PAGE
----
Remnants of those broken trees can still be seen today with road signs installed by Weyerhaeuser along Highway 101 between Cosmopolis and Raymond alerting passing motorists that “Hurricane-force winds exceeded 120 mph” and “Hundreds of acres of timber were blown down along Highway 101.”
Five years after the storm, Grays Harbor County’s Forestry Division is still holding cedar salvage sales from blowdown related to the storm.
Meantime, blowdown in the Quinault area was mostly left to rot. Although work was done on some thinning projects over the years, roadless rules and wilderness designations kept most of the blowdown from being accessed with National Forest Service administrators pointing out that it would take a legislative solution to get access, not an administrative one. Hoquiamite Bill Pickell, the recently retired president of the Washington Contract Loggers’ Association, estimated that the blowdown was at least 50 million board feet — the largest amount on the ground in half a century.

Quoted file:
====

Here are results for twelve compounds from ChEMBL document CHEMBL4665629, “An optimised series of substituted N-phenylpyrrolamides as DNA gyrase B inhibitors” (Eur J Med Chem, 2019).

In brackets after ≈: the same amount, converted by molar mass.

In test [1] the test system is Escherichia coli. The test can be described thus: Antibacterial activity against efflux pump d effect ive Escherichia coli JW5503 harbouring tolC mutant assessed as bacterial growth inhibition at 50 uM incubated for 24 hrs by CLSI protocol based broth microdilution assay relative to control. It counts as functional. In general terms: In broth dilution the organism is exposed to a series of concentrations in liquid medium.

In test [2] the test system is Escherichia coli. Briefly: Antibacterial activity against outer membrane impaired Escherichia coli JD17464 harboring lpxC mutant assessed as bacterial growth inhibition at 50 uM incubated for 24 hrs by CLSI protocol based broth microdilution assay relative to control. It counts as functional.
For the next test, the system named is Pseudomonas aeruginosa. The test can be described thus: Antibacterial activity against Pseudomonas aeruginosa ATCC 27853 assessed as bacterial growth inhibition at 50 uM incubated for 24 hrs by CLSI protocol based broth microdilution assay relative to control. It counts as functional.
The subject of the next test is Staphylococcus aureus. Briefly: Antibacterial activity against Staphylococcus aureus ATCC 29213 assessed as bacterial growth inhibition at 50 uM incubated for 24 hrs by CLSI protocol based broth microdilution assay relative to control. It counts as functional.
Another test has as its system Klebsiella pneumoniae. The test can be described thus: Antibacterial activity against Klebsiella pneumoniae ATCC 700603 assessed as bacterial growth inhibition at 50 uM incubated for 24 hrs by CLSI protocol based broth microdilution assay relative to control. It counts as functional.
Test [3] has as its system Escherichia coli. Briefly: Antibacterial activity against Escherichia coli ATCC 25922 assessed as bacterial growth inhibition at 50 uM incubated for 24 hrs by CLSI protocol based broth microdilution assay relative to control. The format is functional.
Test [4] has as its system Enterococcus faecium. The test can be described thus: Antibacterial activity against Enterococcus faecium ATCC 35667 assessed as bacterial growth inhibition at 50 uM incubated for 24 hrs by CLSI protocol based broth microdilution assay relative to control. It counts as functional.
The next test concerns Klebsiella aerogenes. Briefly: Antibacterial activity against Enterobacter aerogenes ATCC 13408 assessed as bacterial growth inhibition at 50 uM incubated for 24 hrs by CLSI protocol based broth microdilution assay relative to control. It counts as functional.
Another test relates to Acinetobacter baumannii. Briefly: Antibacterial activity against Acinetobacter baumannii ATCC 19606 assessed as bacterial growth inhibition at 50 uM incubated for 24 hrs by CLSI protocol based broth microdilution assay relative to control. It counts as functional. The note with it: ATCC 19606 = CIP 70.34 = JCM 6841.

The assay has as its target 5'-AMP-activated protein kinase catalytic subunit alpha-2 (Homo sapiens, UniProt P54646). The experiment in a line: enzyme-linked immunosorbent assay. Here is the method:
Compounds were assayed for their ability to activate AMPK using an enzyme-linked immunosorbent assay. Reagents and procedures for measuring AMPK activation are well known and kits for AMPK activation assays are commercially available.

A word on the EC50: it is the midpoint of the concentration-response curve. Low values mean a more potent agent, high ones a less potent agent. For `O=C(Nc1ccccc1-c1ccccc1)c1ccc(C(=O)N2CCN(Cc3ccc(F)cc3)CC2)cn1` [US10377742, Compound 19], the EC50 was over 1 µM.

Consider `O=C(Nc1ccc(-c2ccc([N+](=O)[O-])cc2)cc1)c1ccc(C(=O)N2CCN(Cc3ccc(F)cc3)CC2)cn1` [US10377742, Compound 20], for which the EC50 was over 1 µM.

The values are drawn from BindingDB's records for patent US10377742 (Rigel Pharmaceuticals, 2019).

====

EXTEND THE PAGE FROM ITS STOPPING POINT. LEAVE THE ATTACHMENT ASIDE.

Since the storm, the community has rallied together to help improve preparedness for the next big storm to varying degrees of success. U.S. Sen. Maria Cantwell helped secure federal money to install a new Doppler radar station on the North Beach, with hopes that better technology would improve weather forecasts. The communities of Lewis, Thurston and Grays Harbor counties came together to craft the Chehalis Basin Flood Authority, with hopes of creating new flood mitigation strategies. And emergency management officials and first responders continue to work to upgrade their facilities and spread the word that the community needs to be better prepared — for either the next storm or a future tsunami.